Sept. 2, 2015
We continue our reflection on Laudato Si’ by noting that its introductory paragraphs set the sobering tone and lay out the framework of what Pope Francis will address in his encyclical.
At the beginning of his document, the Holy Father makes a hopeful appeal for change as he prepares the reader to tackle Chapter One.
Before we even begin to read the first chapter, one of the most important sentences in the entire document provides the flavor with which we should study and digest Laudato Si’: “Humanity still has the ability to work together in building our common home.” (#13)
Does the Holy Father really believe that? You betcha! Do you?
As we listen to the verbal missiles being hurled indiscriminately among our political candidates, suffer through seemingly endless legislative gridlock, and as we watch society sailing directionless with no rudders of values to guide us, where does such hope come from?
In a world where, increasingly, commitment is becoming a foreign concept and being faithful to God’s law risks the label ‘bigot,’ how is hope more than a pious dream?
Upon what is such hope grounded?
How can Pope Francis claim that we possess a common home when, more and more, many seem to believe that fences and weapons make the best neighbors?
Whether one believes that global warming is an urgent concern or just exaggerated hype, we cannot deny the great violence that human behavior is inflicting upon our environment.
In the midst of the damage clearly seen, the Holy Father sees possibilities and appeals to every person to be a part of the solution.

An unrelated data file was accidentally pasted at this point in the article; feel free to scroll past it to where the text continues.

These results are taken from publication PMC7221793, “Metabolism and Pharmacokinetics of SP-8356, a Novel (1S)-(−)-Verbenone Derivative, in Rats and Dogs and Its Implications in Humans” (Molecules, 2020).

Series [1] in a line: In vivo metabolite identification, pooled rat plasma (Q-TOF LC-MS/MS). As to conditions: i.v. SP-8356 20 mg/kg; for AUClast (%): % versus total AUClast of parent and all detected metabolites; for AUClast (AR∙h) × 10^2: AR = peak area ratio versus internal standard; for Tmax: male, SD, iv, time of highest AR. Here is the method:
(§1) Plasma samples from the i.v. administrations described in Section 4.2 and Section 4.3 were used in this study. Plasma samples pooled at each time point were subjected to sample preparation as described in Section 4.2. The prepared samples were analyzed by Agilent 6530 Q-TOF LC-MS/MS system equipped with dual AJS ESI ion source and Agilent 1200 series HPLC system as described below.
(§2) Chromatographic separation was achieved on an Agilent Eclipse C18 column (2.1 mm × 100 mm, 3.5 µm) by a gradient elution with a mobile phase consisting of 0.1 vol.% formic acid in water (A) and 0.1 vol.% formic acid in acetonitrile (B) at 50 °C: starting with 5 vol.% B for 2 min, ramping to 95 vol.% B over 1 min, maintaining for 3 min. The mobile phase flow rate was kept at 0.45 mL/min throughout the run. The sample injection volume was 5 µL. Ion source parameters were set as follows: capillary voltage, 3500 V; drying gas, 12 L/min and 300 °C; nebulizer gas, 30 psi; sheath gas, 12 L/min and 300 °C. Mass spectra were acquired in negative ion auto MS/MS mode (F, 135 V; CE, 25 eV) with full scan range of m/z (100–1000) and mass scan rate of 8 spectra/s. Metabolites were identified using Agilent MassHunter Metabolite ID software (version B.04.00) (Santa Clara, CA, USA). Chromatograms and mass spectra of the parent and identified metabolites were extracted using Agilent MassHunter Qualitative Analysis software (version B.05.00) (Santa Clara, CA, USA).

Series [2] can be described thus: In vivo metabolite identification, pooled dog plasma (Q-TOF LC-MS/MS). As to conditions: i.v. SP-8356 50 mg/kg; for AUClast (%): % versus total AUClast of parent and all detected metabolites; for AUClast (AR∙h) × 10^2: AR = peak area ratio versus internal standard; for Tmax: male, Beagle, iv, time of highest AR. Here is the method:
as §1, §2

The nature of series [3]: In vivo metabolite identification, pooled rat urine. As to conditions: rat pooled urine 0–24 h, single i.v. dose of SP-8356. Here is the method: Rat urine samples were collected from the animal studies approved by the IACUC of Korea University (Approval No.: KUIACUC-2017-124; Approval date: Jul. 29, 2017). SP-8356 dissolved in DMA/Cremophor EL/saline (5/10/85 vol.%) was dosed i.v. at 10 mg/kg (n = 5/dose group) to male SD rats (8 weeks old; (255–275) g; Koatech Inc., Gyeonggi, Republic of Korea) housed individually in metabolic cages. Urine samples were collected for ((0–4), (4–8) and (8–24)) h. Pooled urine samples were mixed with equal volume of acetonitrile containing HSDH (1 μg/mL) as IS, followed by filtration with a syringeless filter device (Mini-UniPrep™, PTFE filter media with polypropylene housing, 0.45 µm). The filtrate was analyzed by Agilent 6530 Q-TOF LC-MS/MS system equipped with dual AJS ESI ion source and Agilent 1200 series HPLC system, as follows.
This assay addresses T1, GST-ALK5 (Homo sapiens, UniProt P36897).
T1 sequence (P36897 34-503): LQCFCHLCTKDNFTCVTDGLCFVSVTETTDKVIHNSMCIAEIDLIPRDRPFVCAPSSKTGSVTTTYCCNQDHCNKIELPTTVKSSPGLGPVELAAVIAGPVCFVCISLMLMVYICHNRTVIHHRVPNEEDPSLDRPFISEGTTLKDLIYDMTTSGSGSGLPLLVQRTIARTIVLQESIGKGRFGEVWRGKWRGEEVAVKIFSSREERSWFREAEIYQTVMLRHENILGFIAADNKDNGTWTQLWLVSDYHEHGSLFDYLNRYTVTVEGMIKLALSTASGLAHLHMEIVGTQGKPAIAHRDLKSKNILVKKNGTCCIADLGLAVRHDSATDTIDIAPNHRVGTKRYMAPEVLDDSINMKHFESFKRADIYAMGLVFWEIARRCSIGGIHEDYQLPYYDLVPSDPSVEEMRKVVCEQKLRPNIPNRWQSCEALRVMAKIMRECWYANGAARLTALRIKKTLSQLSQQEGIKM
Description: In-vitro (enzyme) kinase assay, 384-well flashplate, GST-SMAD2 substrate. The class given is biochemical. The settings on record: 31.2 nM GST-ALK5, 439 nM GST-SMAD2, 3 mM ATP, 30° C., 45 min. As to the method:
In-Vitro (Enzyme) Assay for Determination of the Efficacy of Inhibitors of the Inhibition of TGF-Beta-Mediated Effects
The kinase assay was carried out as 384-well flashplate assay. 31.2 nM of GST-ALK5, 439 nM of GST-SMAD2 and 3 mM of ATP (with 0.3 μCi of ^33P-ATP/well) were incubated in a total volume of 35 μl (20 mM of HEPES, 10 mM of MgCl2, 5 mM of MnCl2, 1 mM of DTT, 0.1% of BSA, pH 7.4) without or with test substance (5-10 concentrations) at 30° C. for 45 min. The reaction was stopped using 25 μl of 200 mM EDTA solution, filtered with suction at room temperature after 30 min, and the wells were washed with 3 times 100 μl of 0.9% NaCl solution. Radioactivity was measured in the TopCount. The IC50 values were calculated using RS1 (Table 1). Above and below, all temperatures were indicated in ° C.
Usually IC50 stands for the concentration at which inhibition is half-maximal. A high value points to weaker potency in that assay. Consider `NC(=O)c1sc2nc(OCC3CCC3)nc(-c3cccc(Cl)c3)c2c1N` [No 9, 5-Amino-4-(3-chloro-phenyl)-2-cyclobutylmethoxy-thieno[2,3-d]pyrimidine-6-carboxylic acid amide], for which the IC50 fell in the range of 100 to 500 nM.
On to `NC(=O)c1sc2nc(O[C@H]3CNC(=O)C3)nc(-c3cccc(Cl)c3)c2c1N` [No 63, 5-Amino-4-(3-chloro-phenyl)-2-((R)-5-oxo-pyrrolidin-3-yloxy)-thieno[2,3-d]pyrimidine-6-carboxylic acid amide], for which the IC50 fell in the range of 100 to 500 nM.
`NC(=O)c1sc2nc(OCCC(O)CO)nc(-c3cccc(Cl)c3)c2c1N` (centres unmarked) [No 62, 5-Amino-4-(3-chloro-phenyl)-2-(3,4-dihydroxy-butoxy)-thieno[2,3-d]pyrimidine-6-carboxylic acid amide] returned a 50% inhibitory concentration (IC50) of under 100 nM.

Little pockets of change can inspire and make a difference.
In addressing “every person living on this planet” (#3), Pope Francis pleads that each of us has a vested interest in caring for our environment.
He tells us that the violence present in our hearts, our sinfulness, is reflected in the symptoms of sickness evident in the soil, in the water, in the air and in all forms of life. (#2)
Yet, in the midst of such destruction, hope is real because we have the remedy for sin in Jesus Christ. We can work together because Jesus has shown us the way. The road is narrow, but passable. The fuel for our efforts along the way must come from prayer, both personal and communal. In fact, the Holy Father has invited us all to join the Orthodox Church and mark our calendars on September 1st, every year, as we celebrate the “World Day of Prayer for the Care of the Creation.”
He sees this as a “precious opportunity to renew our vocations as custodians of creation, raising to God our thanks for the marvelous works that He has entrusted to our care, invoking His help for the protection of creation and His mercy for the sins committed against the world in which we live.”
All who walk this earth face the same environmental challenge. May our prayer lead us all to an ongoing conversion of heart.
It is with a spirit of determination borne of confident faith that we heed Pope Francis’ words and take up his challenge.